DC Voting Rights
Most Americans assume that all U.S. citizens have a right to vote and a right to representation (two Senators and a Representative). However, this is not the case for the approximately 600,000 residents of the District of Columbia. Although these citizens live in our nation’s capital, pay federal taxes and serve in the armed forces, they do not have representation in their federal legislature. District residents have no representation in the Senate and a non-voting Delegate in the House. As a result, DC residents are relegated to second-class citizenship. They are unable to bring grievances to influential Federal officials or reap the benefits Senators and Representatives are able to provide to their constituents.

While DC residents did have representation in the early 1790’s, DC residents lost their right to vote in 1801 after the passage of the Organic Act, when Congress voted to take control of the District of Columbia. This occurred just ten years after the ratification of the U.S. Constitution and a mere 26 years after the famous declaration by Sam Adams--“No Taxation Without Representation”-- a version on the motto remains on DC license plates today.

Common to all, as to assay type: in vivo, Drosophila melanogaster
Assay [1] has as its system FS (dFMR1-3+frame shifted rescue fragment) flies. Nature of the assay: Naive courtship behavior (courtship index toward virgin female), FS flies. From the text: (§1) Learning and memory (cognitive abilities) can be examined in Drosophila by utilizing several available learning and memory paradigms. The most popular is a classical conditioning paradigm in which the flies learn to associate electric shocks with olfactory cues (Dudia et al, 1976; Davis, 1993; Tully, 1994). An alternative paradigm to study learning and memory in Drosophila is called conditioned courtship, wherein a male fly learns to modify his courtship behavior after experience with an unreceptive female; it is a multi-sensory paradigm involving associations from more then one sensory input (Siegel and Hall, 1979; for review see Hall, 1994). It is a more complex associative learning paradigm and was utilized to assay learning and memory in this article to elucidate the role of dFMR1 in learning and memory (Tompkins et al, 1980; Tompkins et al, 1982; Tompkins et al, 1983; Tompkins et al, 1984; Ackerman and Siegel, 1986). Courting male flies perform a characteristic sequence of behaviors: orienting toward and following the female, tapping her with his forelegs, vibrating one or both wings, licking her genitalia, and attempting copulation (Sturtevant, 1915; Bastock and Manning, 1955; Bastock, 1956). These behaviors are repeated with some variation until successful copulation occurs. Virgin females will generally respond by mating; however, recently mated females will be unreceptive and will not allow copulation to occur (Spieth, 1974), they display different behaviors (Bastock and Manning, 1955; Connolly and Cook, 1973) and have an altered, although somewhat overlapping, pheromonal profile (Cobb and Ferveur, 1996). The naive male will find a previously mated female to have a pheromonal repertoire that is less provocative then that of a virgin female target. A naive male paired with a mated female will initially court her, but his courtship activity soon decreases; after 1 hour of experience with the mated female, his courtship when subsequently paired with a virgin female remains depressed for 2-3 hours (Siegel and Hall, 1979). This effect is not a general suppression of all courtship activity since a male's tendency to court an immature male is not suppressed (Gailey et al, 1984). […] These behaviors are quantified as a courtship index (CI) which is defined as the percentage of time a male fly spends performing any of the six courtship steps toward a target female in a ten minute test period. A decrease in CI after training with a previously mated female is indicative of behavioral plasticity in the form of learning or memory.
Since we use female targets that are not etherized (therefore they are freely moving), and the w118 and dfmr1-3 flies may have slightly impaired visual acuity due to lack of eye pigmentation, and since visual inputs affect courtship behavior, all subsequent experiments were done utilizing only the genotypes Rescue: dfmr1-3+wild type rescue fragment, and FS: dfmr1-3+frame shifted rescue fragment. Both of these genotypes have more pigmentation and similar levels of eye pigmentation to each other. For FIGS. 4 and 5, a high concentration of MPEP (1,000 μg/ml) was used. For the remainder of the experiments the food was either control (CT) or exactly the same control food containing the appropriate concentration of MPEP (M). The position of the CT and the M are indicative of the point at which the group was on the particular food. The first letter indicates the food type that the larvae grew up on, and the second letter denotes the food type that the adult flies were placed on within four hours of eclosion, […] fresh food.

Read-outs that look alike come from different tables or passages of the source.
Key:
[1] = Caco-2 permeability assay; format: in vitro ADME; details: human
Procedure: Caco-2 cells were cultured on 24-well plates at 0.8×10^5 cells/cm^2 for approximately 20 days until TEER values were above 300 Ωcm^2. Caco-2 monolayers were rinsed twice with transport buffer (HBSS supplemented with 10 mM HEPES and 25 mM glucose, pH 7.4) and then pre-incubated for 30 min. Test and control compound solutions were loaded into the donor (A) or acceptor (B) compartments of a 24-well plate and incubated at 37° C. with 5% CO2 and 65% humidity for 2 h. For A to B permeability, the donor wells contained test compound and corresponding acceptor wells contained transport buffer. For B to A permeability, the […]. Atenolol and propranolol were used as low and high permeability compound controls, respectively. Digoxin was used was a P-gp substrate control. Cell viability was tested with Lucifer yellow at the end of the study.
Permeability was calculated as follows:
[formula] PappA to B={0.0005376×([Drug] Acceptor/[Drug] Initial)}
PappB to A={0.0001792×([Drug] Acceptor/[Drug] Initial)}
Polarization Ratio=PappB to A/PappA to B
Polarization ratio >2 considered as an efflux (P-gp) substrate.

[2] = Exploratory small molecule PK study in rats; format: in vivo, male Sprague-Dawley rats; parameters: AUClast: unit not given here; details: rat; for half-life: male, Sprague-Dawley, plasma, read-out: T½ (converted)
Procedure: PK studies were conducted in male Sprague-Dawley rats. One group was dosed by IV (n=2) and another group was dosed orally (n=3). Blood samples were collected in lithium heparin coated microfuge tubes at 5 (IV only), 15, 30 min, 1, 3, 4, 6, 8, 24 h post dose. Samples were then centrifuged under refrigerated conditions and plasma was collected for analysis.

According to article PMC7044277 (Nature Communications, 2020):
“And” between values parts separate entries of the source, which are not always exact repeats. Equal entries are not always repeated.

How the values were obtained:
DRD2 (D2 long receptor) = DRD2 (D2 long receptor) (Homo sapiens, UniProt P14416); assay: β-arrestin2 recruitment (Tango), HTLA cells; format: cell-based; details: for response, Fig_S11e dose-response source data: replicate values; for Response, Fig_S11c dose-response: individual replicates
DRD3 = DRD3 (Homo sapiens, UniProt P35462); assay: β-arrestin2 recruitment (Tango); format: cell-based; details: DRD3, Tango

FairVote firmly stands behind the right of every U.S. citizen to have a meaningful vote. DC residents are no different than all other Americans and should not be treated as such. If Congress can take away voting rights of citizens, then surely it can replace them. Every DC resident should be able to elect a voting member of the House of Representatives and two U.S. Senators.

[ Learn more about the DC VRA ]

[ The District of Columbia and Presidential Nominations ]

[ For more information on the DC voting rights movement, visit DC Vote ]

Voting in DC
September 17th 2007
D.C. Voting Rights
The Washington Post

The Washington Post calls attempts to block legislation allowing the District a vote in the U.S. House "inexcusable."

September 12th 2007
A Vote the District Deserves

The co-sponsors of the D.C. Voting Rights Act of 2007 defend the constitutionality of giving D.C. residents full voting rights and fair representation in the people's house.

September 11th 2007
D.C. vote threshold
The Washington Times

Influential African American Republicans, former Lt. Gov. Michael Steele and former Rep. J.C. Watts, endorse the D.C. Voting Rights Act.

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